One thing a new-age spiritual discipline teaches me is change can make or break me: make or break any enterprise. It’s up to the individual to see change (in this instance, rejection) as failure or potential success. And no outside critic is more valid than my own fierce inner censor.  

But a writer has to lay down his tools when it comes to the query letter  because it requires a different mindset to write, a commercial approach that’s usually foreign to the novelist, the romance author, the passionate thriller-writer.  Unlike the industry:  they have the edge on us. They get to use tools – like arbitrary filtering, rejection – that have kept them in business: it allows them to do what they do best: publish books. They get to shut out the best, the middling and the bad at the first hurdle, just because that’s what they have to do.

I like what Randy Pausch says in The Last Lecture

‘The brick walls are not there to keep us out. The brick walls are there to give us a chance to show how badly we want something. Because the brick walls are there to stop the people who don’t want it badly enough. They’re there to stop the other people.’

I agree.  I’m not other people.  I’m going to make this one work.

Explore posts in the same categories: Authors, edit, publish, fiction, non-fiction, publishing, writing, muse, inspiration

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2 Comments on “The Timeless Art of Getting Back on the Horse”

  1. Devon Says:

    Wise words my dear friend. I have learned a bit about rejection being in business all these years. I’ll spend hours, days, maybe weeks on a proposal that a potential client has asked for. Often, they will not even pay me the courtesy of a reply. People can be so rude. Most of the time the proposal is not accepted. Sometimes it is and I make a living. I don’t know. Is death by a thousand cuts better or worse than a swift beheading? At the end of the day you are right. The fiercest critic lives within. You know if your writing is good, great, bad or indifferent. Rejection by a “Big Publisher” is not a value judgment. It means that at this time your work doesn’t meet their needs. Their needs may change (unlikely), your work may meet some other publishers needs (possibly), or you can alter your work to meet their needs. Writing for the crassly commercial market may be aesthetically less satisfying, but it is what professionals do. If you don’t get published and you don’t get paid, you are a (hopefully) talented amateur. The brick walls are for other people. I like that.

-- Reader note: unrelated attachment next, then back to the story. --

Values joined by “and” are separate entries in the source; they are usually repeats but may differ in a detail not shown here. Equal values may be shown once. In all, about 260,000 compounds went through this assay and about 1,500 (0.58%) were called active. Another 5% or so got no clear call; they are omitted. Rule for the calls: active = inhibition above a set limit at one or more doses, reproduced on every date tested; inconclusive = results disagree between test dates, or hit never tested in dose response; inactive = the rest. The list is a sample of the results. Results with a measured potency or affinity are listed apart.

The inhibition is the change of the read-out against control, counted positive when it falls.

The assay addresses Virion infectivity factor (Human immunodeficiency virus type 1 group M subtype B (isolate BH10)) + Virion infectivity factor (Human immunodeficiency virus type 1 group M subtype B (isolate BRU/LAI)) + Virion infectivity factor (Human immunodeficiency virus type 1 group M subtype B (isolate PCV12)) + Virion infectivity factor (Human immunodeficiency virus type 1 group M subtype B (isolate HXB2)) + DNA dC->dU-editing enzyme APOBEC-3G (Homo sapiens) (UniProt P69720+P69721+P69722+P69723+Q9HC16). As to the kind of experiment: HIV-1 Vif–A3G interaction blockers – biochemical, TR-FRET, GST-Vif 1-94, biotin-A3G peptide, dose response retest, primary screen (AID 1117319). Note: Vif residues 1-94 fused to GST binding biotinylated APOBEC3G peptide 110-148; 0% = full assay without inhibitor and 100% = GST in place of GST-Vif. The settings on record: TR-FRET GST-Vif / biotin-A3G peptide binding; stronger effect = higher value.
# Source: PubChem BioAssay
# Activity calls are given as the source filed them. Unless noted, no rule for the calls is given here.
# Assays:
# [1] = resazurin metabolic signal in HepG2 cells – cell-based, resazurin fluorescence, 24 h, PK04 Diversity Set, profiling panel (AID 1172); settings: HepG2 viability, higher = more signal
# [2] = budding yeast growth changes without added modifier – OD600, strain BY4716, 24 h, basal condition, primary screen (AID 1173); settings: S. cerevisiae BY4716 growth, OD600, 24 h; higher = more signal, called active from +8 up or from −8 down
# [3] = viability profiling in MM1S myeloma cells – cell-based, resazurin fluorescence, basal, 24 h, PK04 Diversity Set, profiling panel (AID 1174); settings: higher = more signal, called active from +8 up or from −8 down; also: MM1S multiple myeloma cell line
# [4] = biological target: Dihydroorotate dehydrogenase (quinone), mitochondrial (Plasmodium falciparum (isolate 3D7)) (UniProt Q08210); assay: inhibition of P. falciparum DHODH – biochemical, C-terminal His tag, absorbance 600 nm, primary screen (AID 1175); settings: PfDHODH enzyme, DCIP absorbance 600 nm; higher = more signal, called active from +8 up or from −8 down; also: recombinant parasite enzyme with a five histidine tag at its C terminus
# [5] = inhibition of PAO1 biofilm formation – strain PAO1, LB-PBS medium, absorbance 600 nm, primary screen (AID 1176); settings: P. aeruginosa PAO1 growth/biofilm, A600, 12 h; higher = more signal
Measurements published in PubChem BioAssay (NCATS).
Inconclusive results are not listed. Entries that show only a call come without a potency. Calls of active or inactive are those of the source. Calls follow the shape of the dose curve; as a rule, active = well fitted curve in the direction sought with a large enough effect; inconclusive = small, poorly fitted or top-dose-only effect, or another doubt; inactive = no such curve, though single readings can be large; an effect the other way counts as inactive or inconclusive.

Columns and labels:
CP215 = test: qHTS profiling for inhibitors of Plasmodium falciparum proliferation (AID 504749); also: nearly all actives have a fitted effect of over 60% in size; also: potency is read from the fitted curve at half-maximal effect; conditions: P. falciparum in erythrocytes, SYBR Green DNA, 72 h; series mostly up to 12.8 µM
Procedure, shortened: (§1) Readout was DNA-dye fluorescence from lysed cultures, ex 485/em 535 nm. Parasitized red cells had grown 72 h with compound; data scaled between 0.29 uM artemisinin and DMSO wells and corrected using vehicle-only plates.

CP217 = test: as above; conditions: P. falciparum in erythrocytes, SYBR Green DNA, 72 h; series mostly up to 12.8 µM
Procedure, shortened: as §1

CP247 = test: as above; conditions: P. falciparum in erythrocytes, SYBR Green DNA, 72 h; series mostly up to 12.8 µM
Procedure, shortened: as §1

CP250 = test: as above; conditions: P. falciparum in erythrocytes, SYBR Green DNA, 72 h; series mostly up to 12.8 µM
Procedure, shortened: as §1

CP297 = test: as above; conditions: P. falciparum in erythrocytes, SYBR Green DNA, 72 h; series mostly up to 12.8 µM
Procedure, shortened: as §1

2. I’m glad we agree: dear Devon. Not that I ever doubted. You have a particular flair (or so it has seemed to me) of one who attracts just what he wants to attract. It’s an art. But your support on this particular hiccup is tangible and I thank you. We go at things with vigor, passion and belief in ourselves and our work and it comes as a shock when the world ‘out there’ sees it differently. Must be the saddle I inhabit; I never was any good at proceeding at a canter or a mild trot; certainly never side-saddle. Always at full gallop. Is there a lesson in there? No. I hope not. Walls are for other people.
    And bless you for commenting on the 4th July. Means a lot to me.